How We Got Over $9000 in Tax Refunds with the RRSP Home Buyers’ Plan

Closing costs on the purchase of our house quickly ate into the down payment. We spent about 3% of the purchase price of the home on closing costs (lawyers fee, transfer taxes, and other adjustments) which totaled almost $20,000.

Recognizing that these costs would eat into any emergency funds we have, prior to home searching, we contributed a combined total of $28,000 into our Registered Retirement Savings Plan (RRSP).

Our intention was not to save for retirement which is what a RRSP is typically used for, but instead to use it to help generate tax refunds that can be applied towards our emergency fund after we purchased our house- something we desperately wanted to have.

Here’s how it worked:

1. Amanda contributed $18,000 to her RRSP and I contributed $10,000 to my RRSP.

2. We ensured that the total amount contributed into the RRSP was invested in a daily savings account. We needed the $28,000 to be used on the purchase of the home so we couldn’t invest in anything risky.

3. We kept the contributions in the RRSP for 89 days and on the 90th day, went to the bank to make the withdrawal for the full $28,000 under the Home Buyers’ Plan. The RRSP contribution must be held in an RRSP for at least 89 days prior to withdrawal to be eligible as a Home Buyers’ Plan withdrawal.

4. We were free to use the $28,000 however we wanted but the biggest benefit was that we would be able to deduct $28,000 from our taxable income when we filed our tax return as the contributions made would be treated as a regular RRSP contribution.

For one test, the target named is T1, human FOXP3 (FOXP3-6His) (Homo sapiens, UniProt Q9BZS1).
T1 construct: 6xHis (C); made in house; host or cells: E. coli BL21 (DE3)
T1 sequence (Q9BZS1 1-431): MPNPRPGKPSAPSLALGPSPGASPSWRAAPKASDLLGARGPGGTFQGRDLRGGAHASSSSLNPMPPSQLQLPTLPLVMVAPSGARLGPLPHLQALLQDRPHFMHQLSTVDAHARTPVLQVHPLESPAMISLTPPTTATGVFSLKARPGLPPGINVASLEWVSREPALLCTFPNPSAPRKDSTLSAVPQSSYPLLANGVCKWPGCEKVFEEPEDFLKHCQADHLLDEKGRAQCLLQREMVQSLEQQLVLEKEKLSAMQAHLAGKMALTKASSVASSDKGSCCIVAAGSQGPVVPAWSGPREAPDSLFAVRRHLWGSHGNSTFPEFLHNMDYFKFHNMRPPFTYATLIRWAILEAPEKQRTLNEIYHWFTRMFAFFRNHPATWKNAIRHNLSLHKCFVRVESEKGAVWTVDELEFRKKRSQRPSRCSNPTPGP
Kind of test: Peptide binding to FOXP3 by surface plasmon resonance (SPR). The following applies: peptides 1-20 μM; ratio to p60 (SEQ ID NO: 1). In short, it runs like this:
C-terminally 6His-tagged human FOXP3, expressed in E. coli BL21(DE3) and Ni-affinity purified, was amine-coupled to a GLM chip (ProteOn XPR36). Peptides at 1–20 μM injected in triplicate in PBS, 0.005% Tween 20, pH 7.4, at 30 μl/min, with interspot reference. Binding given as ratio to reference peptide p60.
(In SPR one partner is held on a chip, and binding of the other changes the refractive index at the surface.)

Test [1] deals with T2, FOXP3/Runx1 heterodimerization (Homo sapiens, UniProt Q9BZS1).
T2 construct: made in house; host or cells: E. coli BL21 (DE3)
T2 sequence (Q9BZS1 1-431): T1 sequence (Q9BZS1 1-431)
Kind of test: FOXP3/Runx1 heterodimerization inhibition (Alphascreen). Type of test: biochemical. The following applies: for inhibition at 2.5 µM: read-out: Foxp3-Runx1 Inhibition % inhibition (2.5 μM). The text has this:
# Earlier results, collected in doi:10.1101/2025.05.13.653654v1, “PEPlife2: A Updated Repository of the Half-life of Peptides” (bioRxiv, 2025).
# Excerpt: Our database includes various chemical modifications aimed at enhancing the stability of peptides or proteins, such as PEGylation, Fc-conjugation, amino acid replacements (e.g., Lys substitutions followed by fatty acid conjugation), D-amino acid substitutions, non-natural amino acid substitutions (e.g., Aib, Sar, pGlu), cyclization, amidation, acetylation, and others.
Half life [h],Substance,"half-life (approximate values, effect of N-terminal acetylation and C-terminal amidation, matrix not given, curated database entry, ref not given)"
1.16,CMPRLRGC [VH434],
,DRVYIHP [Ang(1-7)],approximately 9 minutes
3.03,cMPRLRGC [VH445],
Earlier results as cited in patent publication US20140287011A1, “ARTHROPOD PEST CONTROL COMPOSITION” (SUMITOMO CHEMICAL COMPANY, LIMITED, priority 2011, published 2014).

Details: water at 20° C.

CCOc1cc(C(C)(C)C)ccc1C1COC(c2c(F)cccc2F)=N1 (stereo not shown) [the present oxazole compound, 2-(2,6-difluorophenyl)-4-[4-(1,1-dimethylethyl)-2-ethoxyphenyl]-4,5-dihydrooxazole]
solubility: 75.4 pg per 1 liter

In other words, Amanda and I shouldn’t be taxed on $28,000 of income for the year and when we filed our tax return, we got over $9,000 in tax refunds for taxes that shouldn’t have been paid in the year.

What was the catch?

Starting the year following our home purchase, we have to start repaying the $28,000 withdrawal back into our RRSP over the next 15 years ($1,866.67 per year). If we don’t contribute the full $1,866.67 back in the year, we’ll have to include the portion that was unpaid as income in our tax return.

We aren’t able to deduct the annual repayments/contributions of $1,866.67 again from our future tax returns so essentially we were really loaning our own money to ourselves.

Final thoughts 

At the time when we bought our house, we could have contributed up to the maximum amount of $25,000 for each of us to generate more tax refunds (we had enough RRSP contribution room) but we elected not to. Since in Canada, our incomes are taxed on a progressive basis (the more you earn, the higher the tax bracket you’ll be in), we did the math to contribute just enough to make sure the tax refund was maximized and what we got was based on making deductions above the lowest tax bracket.

We recognized there would be longer term benefits from saving some of our RRSP contribution room for the future to use when we’re in a higher tax bracket.

The $9,000 in tax refunds was extremely beneficial when we had to dig into our emergency fund on more than one occasion to make emergency repairs so we’re really glad we took advantage of the Home Buyers’ Plan.

Leave a Reply

Your email address will not be published. Required fields are marked *